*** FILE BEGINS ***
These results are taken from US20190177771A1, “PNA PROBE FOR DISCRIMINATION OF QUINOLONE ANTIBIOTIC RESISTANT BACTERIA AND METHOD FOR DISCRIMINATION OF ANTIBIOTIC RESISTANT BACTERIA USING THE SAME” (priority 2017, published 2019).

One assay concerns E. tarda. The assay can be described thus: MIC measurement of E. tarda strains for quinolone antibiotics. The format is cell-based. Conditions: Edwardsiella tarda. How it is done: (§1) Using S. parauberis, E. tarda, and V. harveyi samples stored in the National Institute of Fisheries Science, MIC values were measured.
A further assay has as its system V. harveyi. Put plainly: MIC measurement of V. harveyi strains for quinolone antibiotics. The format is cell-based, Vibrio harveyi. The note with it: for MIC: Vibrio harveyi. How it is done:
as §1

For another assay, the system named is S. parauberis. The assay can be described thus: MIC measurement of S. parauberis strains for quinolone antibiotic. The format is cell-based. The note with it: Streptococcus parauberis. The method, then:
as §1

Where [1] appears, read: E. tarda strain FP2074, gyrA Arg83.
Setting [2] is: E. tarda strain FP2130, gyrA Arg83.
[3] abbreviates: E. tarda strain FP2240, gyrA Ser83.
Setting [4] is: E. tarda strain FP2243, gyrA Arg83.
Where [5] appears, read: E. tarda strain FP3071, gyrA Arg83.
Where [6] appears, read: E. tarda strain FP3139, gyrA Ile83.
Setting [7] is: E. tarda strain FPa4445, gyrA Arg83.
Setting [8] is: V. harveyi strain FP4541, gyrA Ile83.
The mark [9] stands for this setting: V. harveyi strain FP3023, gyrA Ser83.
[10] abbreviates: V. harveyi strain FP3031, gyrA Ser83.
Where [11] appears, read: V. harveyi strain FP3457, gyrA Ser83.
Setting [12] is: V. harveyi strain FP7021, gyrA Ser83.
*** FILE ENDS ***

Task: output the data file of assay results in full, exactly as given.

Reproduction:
These results are taken from US20190177771A1, “PNA PROBE FOR DISCRIMINATION OF QUINOLONE ANTIBIOTIC RESISTANT BACTERIA AND METHOD FOR DISCRIMINATION OF ANTIBIOTIC RESISTANT BACTERIA USING THE SAME” (priority 2017, published 2019).

One assay concerns E. tarda. The assay can be described thus: MIC measurement of E. tarda strains for quinolone antibiotics. The format is cell-based. Conditions: Edwardsiella tarda. How it is done: (§1) Using S. parauberis, E. tarda, and V. harveyi samples stored in the National Institute of Fisheries Science, MIC values were measured.
A further assay has as its system V. harveyi. Put plainly: MIC measurement of V. harveyi strains for quinolone antibiotics. The format is cell-based, Vibrio harveyi. The note with it: for MIC: Vibrio harveyi. How it is done:
as §1

For another assay, the system named is S. parauberis. The assay can be described thus: MIC measurement of S. parauberis strains for quinolone antibiotic. The format is cell-based. The note with it: Streptococcus parauberis. The method, then:
as §1

Where [1] appears, read: E. tarda strain FP2074, gyrA Arg83.
Setting [2] is: E. tarda strain FP2130, gyrA Arg83.
[3] abbreviates: E. tarda strain FP2240, gyrA Ser83.
Setting [4] is: E. tarda strain FP2243, gyrA Arg83.
Where [5] appears, read: E. tarda strain FP3071, gyrA Arg83.
Where [6] appears, read: E. tarda strain FP3139, gyrA Ile83.
Setting [7] is: E. tarda strain FPa4445, gyrA Arg83.
Setting [8] is: V. harveyi strain FP4541, gyrA Ile83.
The mark [9] stands for this setting: V. harveyi strain FP3023, gyrA Ser83.
[10] abbreviates: V. harveyi strain FP3031, gyrA Ser83.
Where [11] appears, read: V. harveyi strain FP3457, gyrA Ser83.
Setting [12] is: V. harveyi strain FP7021, gyrA Ser83.